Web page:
And one personal observation.  The less “salesy” you are in your content, the more credible you seem and the more likely shares and links will happen.

I’m not a writer, I’m a business owner.

I know.   That’s why I’m here.  Or my competitors.  Or your marketing agency or service.  There are many people who will give you new content for your site.  You’ll need to weigh the service provided versus the price you will pay.

I would be honored if you chose me.

Marketing and Technology

Are you crazy about your iPhone or Android?   Have you replaced your desktop, laptop, book, with a tablet or big huge phone yet?

If you have, you’re behind the technology.  Enter wearables.   Forget that big phone or tablet, where’s your  watch?   And coming soon:  forget needing  a screen, wear your bracelet and have all your technology at your fingertips…. on your skin.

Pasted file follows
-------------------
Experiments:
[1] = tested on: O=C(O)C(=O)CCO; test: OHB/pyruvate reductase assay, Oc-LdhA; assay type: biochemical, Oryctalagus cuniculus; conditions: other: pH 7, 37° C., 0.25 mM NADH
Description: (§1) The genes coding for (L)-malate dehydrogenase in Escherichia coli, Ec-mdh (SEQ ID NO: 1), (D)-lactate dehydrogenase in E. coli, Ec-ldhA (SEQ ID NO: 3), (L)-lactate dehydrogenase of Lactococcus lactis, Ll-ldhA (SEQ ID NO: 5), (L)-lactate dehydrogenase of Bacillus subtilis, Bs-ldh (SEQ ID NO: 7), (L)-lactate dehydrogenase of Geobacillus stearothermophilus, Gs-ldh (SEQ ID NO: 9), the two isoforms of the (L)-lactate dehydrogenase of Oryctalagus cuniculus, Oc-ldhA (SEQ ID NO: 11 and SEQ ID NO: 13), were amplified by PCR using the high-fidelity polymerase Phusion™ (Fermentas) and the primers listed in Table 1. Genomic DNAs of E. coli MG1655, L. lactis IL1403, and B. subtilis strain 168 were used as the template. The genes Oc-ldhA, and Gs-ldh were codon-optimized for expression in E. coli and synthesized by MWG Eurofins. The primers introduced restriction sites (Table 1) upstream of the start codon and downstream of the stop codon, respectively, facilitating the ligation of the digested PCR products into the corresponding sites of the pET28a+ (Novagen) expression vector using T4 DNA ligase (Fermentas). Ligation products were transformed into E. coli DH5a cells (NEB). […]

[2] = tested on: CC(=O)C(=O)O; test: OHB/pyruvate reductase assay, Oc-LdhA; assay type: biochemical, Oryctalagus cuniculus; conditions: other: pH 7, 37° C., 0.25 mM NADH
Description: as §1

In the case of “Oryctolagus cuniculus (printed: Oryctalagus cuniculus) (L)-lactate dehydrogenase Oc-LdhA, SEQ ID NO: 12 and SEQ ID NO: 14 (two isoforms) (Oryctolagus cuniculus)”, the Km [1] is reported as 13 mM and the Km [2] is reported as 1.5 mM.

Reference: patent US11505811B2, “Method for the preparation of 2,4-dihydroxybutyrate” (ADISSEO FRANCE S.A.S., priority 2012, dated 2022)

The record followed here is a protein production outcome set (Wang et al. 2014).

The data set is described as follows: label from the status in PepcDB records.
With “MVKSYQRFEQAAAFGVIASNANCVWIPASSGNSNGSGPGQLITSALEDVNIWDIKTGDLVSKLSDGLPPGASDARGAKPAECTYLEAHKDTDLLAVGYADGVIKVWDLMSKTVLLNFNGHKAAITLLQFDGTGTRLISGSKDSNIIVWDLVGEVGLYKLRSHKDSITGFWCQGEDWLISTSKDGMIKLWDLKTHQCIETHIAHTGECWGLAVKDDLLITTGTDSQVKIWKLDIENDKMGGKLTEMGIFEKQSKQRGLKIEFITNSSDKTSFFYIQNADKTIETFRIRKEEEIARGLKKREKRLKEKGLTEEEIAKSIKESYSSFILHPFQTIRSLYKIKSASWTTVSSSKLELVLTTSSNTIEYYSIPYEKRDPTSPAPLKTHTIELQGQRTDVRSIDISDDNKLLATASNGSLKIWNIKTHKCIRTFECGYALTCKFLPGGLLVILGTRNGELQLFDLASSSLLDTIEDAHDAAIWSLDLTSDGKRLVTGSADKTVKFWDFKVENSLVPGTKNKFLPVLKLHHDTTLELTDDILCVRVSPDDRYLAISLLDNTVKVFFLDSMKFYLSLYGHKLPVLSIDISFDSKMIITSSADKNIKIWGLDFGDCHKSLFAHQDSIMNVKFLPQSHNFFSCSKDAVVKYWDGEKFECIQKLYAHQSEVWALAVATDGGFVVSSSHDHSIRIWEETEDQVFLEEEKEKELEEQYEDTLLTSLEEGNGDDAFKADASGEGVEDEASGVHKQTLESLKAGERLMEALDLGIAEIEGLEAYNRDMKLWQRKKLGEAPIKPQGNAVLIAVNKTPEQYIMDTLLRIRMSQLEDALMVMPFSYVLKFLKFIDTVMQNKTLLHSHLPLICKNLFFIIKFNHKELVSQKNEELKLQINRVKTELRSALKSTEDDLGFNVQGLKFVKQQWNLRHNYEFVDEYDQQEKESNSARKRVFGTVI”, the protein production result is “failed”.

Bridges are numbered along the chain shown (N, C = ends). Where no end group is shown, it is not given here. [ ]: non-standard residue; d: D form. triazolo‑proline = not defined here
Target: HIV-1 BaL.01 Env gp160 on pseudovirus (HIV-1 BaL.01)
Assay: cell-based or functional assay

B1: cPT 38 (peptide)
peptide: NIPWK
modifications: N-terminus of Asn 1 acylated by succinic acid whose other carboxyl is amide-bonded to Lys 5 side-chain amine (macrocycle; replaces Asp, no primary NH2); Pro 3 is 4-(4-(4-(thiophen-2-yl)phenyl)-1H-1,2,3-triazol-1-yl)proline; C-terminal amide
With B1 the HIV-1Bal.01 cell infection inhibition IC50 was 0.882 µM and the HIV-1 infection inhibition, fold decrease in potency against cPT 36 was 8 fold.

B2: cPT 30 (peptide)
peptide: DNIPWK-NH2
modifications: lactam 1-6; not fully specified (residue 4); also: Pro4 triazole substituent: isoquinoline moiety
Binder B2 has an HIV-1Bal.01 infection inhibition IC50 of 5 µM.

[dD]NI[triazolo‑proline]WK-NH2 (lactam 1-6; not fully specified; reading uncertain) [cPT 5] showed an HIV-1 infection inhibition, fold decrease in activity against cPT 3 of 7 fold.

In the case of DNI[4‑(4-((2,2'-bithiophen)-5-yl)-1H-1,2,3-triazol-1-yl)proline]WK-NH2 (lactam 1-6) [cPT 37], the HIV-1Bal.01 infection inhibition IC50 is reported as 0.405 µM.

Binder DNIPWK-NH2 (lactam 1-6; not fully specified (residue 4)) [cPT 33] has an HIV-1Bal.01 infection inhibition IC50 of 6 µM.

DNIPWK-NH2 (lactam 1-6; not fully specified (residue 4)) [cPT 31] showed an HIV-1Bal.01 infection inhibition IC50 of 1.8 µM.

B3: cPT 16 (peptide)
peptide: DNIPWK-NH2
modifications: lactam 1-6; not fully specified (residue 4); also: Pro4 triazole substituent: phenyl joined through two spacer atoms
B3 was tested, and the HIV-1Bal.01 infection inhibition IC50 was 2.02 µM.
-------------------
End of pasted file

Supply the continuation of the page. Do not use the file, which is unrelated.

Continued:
Wearable technology is a thing and it’s growing and will continue to grow.  

Check out the Cricet Bracelet.

As technology morphs and becomes more a part of us, literally, how does marketing keep up?

Marketing through Technology

Basic marketing concepts still work.

1.   Have a unique selling proposition
2.  Know your audience.
3.  Reach your audience.

But how we do them has vastly changed.

Unique Selling Proposition

Having a unique selling proposition is way more than answering the question “How are you different from your competition?”  How will you differentiate yourself from your competition is one thing but what about the competition for the same dollars?    And not just dollars!   How will you differentate from your competition on time spent with your product?